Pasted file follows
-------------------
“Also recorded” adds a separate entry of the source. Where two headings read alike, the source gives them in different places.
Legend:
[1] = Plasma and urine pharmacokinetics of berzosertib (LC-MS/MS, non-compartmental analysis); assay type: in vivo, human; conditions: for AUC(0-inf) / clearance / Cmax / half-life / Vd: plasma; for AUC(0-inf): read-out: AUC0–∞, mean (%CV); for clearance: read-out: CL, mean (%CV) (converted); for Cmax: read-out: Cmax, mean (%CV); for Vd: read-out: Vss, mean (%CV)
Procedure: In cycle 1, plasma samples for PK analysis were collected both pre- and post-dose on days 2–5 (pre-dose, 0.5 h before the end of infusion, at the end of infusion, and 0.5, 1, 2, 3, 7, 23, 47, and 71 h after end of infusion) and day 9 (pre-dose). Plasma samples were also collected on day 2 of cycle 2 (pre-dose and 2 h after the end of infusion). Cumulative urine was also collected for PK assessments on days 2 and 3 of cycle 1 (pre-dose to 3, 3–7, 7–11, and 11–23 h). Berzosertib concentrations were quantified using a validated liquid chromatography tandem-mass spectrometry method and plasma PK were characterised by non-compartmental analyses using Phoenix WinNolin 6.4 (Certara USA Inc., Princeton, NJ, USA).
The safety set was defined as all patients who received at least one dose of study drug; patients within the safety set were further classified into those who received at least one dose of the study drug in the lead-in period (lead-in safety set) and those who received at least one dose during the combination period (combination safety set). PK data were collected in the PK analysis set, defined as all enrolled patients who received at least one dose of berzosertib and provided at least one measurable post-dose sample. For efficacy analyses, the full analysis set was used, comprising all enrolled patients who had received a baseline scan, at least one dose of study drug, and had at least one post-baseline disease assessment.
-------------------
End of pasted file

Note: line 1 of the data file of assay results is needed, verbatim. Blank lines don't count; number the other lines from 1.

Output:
“Also recorded” adds a separate entry of the source. Where two headings read alike, the source gives them in different places.